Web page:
Nuclear informant released from prison
Mordechai Vanunu walked out of prison on Wednesday, 18 years after exposing Israel's nuclear secrets, and immediately defied Israeli restrictions by speaking with international media to demand the Jewish state open its reactor to international inspection.
Vanunu, 50, was a low-level technician at Israel's nuclear reactor in Dimona before he gave descriptions and photos of the plant to The Sunday Times of London in 1986. Using his information, experts said Israel had the world's sixth-largest stockpile of nuclear weapons.
A Mossad agent lured Vanunu to Rome, where he was seized, brought to Israel and put on trial for treason.
Because Israel is not party to the Nuclear Nonproliferation Treaty, the International Atomic Energy Agency has no power to look into its nuclear program.
Threat targets U.S. allies
A self-proclaimed "anti-American" group is threatening to carry out terrorist attacks against diplomatic compounds, airlines and public transportation systems in eight U.S. allies, several of which have sent troops to Iraq, a South Korean official said early today.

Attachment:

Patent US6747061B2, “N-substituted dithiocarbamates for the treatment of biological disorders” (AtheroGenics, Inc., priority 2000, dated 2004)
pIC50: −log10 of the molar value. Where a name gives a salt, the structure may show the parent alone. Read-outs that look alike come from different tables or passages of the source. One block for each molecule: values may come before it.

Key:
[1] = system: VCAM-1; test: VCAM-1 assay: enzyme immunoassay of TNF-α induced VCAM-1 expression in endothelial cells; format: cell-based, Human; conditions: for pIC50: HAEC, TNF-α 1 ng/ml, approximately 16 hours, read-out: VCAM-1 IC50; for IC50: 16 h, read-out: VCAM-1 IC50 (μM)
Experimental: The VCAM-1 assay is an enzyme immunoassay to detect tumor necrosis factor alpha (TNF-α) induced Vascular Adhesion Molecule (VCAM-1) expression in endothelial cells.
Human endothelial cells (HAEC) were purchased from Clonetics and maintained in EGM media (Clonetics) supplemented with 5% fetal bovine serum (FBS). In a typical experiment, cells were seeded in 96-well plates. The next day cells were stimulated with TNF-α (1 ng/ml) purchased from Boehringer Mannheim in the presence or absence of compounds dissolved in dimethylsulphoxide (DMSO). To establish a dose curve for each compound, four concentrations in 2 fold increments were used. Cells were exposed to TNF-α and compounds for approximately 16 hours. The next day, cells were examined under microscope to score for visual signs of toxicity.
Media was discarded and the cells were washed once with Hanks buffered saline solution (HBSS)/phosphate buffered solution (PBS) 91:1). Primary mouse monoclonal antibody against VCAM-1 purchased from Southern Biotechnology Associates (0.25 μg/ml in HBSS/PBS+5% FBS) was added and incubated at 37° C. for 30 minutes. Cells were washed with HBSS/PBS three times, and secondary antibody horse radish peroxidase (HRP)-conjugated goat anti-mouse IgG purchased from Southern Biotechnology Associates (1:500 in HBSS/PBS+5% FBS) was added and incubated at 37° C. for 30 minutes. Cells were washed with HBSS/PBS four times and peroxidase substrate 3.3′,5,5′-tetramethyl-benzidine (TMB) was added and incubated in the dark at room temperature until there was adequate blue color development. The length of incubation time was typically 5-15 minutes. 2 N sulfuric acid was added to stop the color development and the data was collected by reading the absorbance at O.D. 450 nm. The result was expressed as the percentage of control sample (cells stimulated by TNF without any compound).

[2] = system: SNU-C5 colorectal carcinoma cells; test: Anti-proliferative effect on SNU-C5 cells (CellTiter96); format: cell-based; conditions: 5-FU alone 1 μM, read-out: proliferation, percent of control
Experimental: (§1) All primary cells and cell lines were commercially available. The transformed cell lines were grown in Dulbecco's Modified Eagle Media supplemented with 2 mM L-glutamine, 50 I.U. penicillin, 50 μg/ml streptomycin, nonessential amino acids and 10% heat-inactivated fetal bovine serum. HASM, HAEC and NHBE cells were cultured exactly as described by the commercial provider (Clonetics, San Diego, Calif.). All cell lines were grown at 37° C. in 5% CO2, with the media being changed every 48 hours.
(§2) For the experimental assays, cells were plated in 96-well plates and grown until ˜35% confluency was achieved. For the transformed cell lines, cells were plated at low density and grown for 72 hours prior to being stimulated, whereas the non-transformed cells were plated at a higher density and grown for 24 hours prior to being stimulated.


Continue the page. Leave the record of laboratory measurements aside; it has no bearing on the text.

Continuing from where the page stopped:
The group, called the "Yello-Red Overseas Organization," warned in a one-page letter sent to the South Korean Embassy in Thailand that it would launch the attacks through April 30, embassy spokesman Ryoo Jung-young told The Associated Press.
The group threatened attacks in South Korea, Japan, Thailand, the Philippines, Singapore, Australia, Kuwait and Pakistan. Several of these countries have sent troops to Iraq.
Ryoo said it was the first time South Korean authorities had heard of the group and were investigating the threat's credibility. The letter was received Wednesday.